“My forever. Best moment of my life,” Pearce wrote on Instagram.

Scott added: “Life has just fallen into place. I cannot wait to be your wife.”

But this latest scandal has put their future together in jeopardy.


Pearce was routinely mocked for much of his career for failing to deliver his state the Origin shield, winning just five of his first 18 games for NSW.

He returned to be part of the Blues’ victorious 2019 campaign but Newcastle supporters are now waiting for the veteran of nearly 300 NRL games to take the club to the next level.

Pearce left the Roosters after a decade on sour terms when the tri-colours dumped him and recruited Cooper Cronk to play halfback and although the Knights have endured a lean run during their recent rebuilding phase, patience is running thin.

Pearce is captain and on a deal worth $1 million a season, but will need to take a major pay cut to re-sign with the club. With the likes of Kalyn Ponga, David Klemmer, Jacob Saifiti and Bradman Best in the squad, big things are expected sooner rather than later from the Knights.

However, the most recent headlines surrounding Pearce might make fans nervous their halfback isn’t the man to lead them to the promised land — a first premiership since 2001.

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Kushner pardon revives ‘loathsome’ tale of tax evasion, sex – Long Island Business News

Former New Jersey Gov. Chris Christie called it “one of the most loathsome, disgusting crimes” he ever prosecuted as U.S. attorney.

After Charles Kushner discovered his brother-in-law was cooperating with federal authorities, the wealthy real estate executive and father of President Donald Trump’s son-in-law, Jared, hatched a scheme for revenge and intimidation.

Kushner hired a prostitute to lure his brother-in-law, then arranged to have the encounter in a New Jersey motel room recorded with a hidden camera and the recording sent to his own sister, the man’s wife. 

The scheme didn’t work. Kushner later pleaded guilty to tax evasion and making illegal campaign donations in a case tailor-made for tabloid headlines.

On Wednesday Trump pardoned Kushner as part of a late-hour clemency spree during the final days of his presidency that has included a slew of campaign aides and allies, among them four of the six Trump associates convicted in the Mueller investigation. He has granted clemency to nearly 50 people in the last week.

The White House in its announcement cited Kushner’s charitable work since he completed his sentence in 2006 as the reason he deserved clemency.

“This record of reform and charity overshadows Mr. Kushner’s conviction and 2 year sentence for preparing false tax returns, witness retaliation, and making false statements” to the Federal Election Commission, the White House said, adding that Kushner’s case had been championed by Matt Schlapp, chairman of the American Conservative Union, and others.

Not mentioned: Kushner’s relationship to Jared Kushner, the senior Trump adviser who is married to Trump’s eldest daughter, Ivanka, and who, inspired by his father’s time in prison, pushed Trump to back criminal justice reform legislation and has been an integral part of the administration’s clemency efforts.

Christie did not respond to a request for comment on Trump’s decision to pardon a man he’d sent to prison. But Christie, who headed Trump’s transition and has informally advised the president for years, has made clear that he believes the senior Kushner deserved it.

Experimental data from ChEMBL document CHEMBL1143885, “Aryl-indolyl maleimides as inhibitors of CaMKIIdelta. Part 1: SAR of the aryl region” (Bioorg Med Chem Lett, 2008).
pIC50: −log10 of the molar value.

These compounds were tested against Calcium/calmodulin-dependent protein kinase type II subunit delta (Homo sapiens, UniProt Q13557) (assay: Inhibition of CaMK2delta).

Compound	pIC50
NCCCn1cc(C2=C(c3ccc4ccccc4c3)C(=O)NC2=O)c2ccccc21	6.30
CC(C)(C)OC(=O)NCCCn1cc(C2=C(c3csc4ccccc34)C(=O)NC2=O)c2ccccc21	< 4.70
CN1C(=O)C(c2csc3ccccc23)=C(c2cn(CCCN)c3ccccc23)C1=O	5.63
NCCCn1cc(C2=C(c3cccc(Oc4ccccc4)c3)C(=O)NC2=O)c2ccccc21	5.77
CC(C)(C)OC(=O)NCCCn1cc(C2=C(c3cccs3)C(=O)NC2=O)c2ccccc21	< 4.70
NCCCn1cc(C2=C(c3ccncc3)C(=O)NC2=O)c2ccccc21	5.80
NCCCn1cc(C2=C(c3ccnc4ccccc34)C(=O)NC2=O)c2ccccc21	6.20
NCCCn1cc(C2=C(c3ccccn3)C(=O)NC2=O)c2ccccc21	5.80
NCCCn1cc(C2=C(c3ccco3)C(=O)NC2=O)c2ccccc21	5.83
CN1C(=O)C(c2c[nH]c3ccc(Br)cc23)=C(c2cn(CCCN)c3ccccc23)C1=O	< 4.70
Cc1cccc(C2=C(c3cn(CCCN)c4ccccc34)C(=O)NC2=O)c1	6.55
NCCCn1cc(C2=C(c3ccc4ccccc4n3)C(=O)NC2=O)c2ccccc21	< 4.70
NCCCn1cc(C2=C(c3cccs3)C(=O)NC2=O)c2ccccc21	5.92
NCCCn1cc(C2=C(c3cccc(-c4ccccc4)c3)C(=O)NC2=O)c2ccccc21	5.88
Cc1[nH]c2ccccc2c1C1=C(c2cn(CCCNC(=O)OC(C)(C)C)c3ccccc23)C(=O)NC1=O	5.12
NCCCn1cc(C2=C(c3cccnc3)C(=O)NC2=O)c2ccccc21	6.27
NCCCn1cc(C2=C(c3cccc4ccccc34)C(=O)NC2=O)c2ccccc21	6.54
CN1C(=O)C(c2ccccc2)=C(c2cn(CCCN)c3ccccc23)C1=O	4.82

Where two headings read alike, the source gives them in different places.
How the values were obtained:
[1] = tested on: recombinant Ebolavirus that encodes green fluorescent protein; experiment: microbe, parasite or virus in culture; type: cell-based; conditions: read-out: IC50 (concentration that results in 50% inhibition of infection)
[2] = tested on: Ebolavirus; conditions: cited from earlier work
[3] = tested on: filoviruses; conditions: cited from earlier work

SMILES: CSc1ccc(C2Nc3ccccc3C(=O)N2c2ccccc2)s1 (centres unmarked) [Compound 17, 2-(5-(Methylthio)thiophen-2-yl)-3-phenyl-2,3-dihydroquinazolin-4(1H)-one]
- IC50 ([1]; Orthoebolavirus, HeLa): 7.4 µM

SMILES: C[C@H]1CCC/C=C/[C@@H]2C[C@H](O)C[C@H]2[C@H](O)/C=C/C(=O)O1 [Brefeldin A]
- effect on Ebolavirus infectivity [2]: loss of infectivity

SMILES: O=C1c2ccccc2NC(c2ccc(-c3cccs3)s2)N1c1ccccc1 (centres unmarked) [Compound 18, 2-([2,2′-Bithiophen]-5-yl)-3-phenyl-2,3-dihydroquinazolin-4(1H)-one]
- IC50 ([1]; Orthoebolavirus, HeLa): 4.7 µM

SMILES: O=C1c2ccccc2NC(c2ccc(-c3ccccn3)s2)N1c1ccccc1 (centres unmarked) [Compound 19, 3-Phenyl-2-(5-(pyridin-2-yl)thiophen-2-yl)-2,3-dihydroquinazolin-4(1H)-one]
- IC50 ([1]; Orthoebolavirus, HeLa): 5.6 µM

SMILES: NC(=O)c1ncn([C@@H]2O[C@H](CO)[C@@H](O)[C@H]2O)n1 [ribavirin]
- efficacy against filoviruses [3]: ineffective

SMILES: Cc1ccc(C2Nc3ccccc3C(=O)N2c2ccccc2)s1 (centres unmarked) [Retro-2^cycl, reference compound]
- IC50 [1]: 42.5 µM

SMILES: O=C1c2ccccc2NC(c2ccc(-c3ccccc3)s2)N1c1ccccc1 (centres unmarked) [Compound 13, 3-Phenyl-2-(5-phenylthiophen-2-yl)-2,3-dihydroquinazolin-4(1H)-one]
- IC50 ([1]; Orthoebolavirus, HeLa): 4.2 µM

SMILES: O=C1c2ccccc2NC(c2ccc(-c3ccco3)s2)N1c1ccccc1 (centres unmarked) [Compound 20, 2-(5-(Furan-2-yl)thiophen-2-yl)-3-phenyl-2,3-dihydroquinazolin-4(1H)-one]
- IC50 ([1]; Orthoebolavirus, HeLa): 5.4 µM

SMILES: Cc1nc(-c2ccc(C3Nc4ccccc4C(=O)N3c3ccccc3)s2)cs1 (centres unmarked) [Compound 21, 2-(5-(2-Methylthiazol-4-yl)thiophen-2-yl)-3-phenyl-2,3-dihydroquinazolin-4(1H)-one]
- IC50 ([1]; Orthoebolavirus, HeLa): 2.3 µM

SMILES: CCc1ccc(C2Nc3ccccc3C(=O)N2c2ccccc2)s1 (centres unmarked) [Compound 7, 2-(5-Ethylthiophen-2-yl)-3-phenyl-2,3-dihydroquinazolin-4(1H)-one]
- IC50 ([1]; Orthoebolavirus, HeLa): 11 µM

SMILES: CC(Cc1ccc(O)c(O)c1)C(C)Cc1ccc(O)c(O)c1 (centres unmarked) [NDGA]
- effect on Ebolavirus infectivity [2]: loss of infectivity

“Mr. Kushner pled guilty. He admitted the crimes,” Christie told PBS last year as he promoted a book that blamed the younger Kushner for his firing from Trump’s transition team. “And so what am I supposed to do as a prosecutor? I mean, if a guy hires a prostitute to seduce his brother-in-law, and videotapes it, and then sends the videotape to his sister to attempt to intimidate her from testifying before a grand jury, do I really need any more justification than that?”

He added: “I mean it’s one of the most loathsome, disgusting crimes that I prosecuted when I was U.S. attorney. And I was U.S. attorney in New Jersey.”

Kushner eventually pleaded guilty to 18 counts including tax evasion and witness tampering. He was sentenced in 2005 to two years in prison — the most he could receive under a plea deal, but less than Christie had sought.

Kushner also agreed to pay $508,900 to the FEC for violating contribution regulations by failing to obtain an OK from partners to whom more than $500,000 in contributions were credited.

He has since resumed his career in real estate, including purchasing the famed Watchtower complex along the Brooklyn Bridge, the former headquarters for the Jehovah’s Witnesses.

The younger Kushner has talked openly about how deeply his father’s imprisonment impacted his life. He was in his early 20s and a law and business school student in the mid-2000s when his father was sentenced and suddenly found himself having to run the family’s businesses while shuttling back and forth on weekends to see his father in Alabama.

“When you’re on the other side of the system, you feel so helpless,” Jared Kushner said in 2018. “I felt like, I was on this side of the system, so how can I try to do whatever I can do to try to be helpful to the people who are going through it” and deserve a second chance.

But Charles Kushner told The New York Times in 2018 that he wasn’t interested in clemency, saying he “would prefer not to have a pardon” because it would garner publicity.